2018 may have been a turning point. One senses that pushback will not necessarily get you fired. (Keep your savings account topped off, just to be safe.) The Supreme Court ruled that wedding cake bakers do indeed have constitutional protections.ref 577 We saw the emergence of Jordan Peterson, a decidedly no-frills University of Toronto psychologist who cut his teeth opposing mandated PC speech.ref 578 All imaginable labels have been tattooed on Jordan’s ass, but the guy has thought deeply about his beliefs and is a worthy foe. In what became an epic must-see interview—a meme in the making—he eviscerated Cathy Newman.ref 579  Newman was so brutalized by his logic and her inability to brand him by shoving words in his mouth that she embarked on a post-debate victim march and enrolled herself in a concocted witness protection program.ref 580 No, Cathy: Your beating was painful but only metaphorical. The left’s hatred of Jordan helped sell millions of copies of his book that would have sold a few hundred copies to friends and family otherwise (see “Books”). As is so common nowadays—what kind of word is nowadays?— ideas pose a threat. We can’t have any of those! Peterson’s ideas took root so fast that his personal YouTube channel was closed down but then reinstated.ref 581 I watch his interviews like a coach watches game films to see how not to get beat by skullduggery. Cathy would have owned my sorry ass.

Let’s take a peek at the year’s PC Follies in the adult world using a bulleted list—Can I use the word bulleted?—revealing what the “batshit crazies” got into this year. You may find yourself checking the mirror for facial drooping and listening for slurred speech:

  • A rapist identified as a trans woman was incarcerated in a women’s prison, where she sexually assaulted four more women.ref 582
  • A survey claims that 50% of millennials are socialists and that 75% of those don’t know what it means.ref 583
  • The #MeToo movement has spread to corporate America, wherein men supposedly meet to “talk through their feelings, allowing themselves to grow more vulnerable, and, yes, to cry together.”ref 584 I’m tearing up just thinking about it (sob). Despite the fact that this is clearly hyperbolic crockery, some have expressed concerns that these are men’s-only groups.
  • A woman hired by Facebook to review content flagged as highly dubious has sued Facebook for being “exposed to highly toxic, unsafe, and injurious content” that caused PTSD.ref 585
  • A controversial release of a pedophile on bail got the perp’s decapitated corpse delivered to the judge’s front door.ref 586 That, by the way, is not PC.
  • Transgender women continue to do shockingly well in women’s sporting events, including a gold medal at the 2018 UCI Masters Track Cycling World Championships.ref 587 To all you moms and dads who drove your daughter to practices—to the moms in the must-see iconic P&G “Thanks, Mom” Olympic commercialref 588—just remember that everybody is a winner.
  • Columbus Day celebrations were canceled in Columbus, Ohio.ref 589
  • The pink pussy hat has been deemed offensive to transgender women and gender non-binary people who don’t have typical female genitalia (pussies) and to women of color, whose genitals are not always pink.ref 590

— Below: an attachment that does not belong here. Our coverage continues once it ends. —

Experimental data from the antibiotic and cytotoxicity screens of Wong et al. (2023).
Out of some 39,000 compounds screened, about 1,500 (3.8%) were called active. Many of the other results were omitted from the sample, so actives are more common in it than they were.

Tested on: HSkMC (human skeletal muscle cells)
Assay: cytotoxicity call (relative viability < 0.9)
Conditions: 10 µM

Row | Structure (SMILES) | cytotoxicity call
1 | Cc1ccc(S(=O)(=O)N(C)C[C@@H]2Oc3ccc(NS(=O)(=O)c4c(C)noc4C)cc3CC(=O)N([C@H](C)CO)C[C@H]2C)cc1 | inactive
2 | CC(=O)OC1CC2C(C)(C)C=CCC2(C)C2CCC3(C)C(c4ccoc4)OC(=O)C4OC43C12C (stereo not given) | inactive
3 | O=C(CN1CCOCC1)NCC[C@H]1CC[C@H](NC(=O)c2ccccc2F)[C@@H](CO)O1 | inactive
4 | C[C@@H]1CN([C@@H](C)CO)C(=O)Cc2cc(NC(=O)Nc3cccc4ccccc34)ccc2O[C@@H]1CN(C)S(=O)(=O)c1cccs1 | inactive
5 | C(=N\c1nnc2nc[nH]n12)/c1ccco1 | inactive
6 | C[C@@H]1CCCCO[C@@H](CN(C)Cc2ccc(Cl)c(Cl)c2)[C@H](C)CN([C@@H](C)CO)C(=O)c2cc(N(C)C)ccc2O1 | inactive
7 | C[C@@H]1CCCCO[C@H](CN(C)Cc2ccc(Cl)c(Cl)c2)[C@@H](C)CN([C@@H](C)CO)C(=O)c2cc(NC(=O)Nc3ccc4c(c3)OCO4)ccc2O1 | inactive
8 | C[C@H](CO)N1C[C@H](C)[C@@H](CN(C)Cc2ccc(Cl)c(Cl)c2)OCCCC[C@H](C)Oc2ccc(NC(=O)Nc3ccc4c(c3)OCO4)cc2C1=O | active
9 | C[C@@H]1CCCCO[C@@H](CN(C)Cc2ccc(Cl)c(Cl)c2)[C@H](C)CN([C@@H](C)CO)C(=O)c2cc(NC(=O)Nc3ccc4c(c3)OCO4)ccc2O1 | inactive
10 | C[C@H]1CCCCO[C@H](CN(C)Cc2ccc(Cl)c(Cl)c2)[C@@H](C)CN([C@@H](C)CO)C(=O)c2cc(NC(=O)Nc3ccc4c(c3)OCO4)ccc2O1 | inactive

• GOP candidate Ron DeSantis got slammed for telling voters not to “monkey it up” by voting for his gubernatorial opponent in Florida (who happens to be black).ref 591 The left went nuts, saying they have never heard of this phrase or, apparently, this thing we call Google. Obama showed his white-nationalist roots by saying he “monkeyed around” with something.ref 592
  • NASCAR’s Conor Daly lost sponsorship of Lilly Diabetes owing to a racially insensitive remark made by his father in the 1980s.ref 593
  • Silicon Valley elites are spending $20 per gallon on raw water—water that is fully untreated.ref 594 An old SNL spoof ad sold Swill, mineral water from Lake Erie.ref 595
  • The Miss America pageant is removing the bathing suit competition.ref 596 Major news outlets reporting the story invariably showed pictures of prior contestants in skimpy bathing suits. They are replacing this leg of the competition with a quantum mechanics exam and calling it the Cal Tech Admissions Pageant.
  • A Canadian restaurant manager booted a customer for wearing a MAGA hat. Customers choked down their bear-meat omelets and left irate.ref 597
  • A woman tried to hang her kid in the basement—we’ve all done that one—and struck a bicyclist and a car driven by a pregnant woman while being pursued. The judge gave her probation.ref 598 I must confess that she is statistically unlikely to repeat that again.
  • The new celebrity fashion trend is to get facials made from cloned baby foreskins.ref 599 The nickname "Dicknose" seems appropo although something more subtle like Smegyn would work.
  • People are squealing for the rights of sex dolls to not be abused.ref 600
  • The Brits, never bashful about asking somebody to hold their beers, are discussing whether to make misogyny a hate crime or just let the birds fend for themselves.ref 601 Some note that “everything in the UK has been criminalized except crime.”